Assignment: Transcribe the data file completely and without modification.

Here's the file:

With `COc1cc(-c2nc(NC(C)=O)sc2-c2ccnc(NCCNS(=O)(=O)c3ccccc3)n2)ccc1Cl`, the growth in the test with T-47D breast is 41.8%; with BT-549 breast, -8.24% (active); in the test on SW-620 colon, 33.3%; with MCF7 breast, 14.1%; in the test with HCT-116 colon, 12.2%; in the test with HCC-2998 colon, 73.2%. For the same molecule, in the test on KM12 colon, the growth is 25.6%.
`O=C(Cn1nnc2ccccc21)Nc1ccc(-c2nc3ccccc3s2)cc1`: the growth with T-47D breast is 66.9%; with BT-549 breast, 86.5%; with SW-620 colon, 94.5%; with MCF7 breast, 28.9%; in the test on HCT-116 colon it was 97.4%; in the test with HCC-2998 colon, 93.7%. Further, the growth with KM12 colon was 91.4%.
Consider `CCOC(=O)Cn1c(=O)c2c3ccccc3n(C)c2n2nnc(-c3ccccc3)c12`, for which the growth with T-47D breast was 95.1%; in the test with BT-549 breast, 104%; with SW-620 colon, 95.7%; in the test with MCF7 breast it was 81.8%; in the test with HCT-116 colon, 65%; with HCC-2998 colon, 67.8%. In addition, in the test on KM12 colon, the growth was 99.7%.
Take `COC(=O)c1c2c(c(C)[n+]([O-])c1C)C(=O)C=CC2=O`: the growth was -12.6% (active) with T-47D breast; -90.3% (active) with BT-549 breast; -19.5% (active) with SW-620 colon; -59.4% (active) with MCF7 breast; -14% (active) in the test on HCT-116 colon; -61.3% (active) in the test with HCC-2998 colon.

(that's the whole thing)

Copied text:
With `COc1cc(-c2nc(NC(C)=O)sc2-c2ccnc(NCCNS(=O)(=O)c3ccccc3)n2)ccc1Cl`, the growth in the test with T-47D breast is 41.8%; with BT-549 breast, -8.24% (active); in the test on SW-620 colon, 33.3%; with MCF7 breast, 14.1%; in the test with HCT-116 colon, 12.2%; in the test with HCC-2998 colon, 73.2%. For the same molecule, in the test on KM12 colon, the growth is 25.6%.
`O=C(Cn1nnc2ccccc21)Nc1ccc(-c2nc3ccccc3s2)cc1`: the growth with T-47D breast is 66.9%; with BT-549 breast, 86.5%; with SW-620 colon, 94.5%; with MCF7 breast, 28.9%; in the test on HCT-116 colon it was 97.4%; in the test with HCC-2998 colon, 93.7%. Further, the growth with KM12 colon was 91.4%.
Consider `CCOC(=O)Cn1c(=O)c2c3ccccc3n(C)c2n2nnc(-c3ccccc3)c12`, for which the growth with T-47D breast was 95.1%; in the test with BT-549 breast, 104%; with SW-620 colon, 95.7%; in the test with MCF7 breast it was 81.8%; in the test with HCT-116 colon, 65%; with HCC-2998 colon, 67.8%. In addition, in the test on KM12 colon, the growth was 99.7%.
Take `COC(=O)c1c2c(c(C)[n+]([O-])c1C)C(=O)C=CC2=O`: the growth was -12.6% (active) with T-47D breast; -90.3% (active) with BT-549 breast; -19.5% (active) with SW-620 colon; -59.4% (active) with MCF7 breast; -14% (active) in the test on HCT-116 colon; -61.3% (active) in the test with HCC-2998 colon.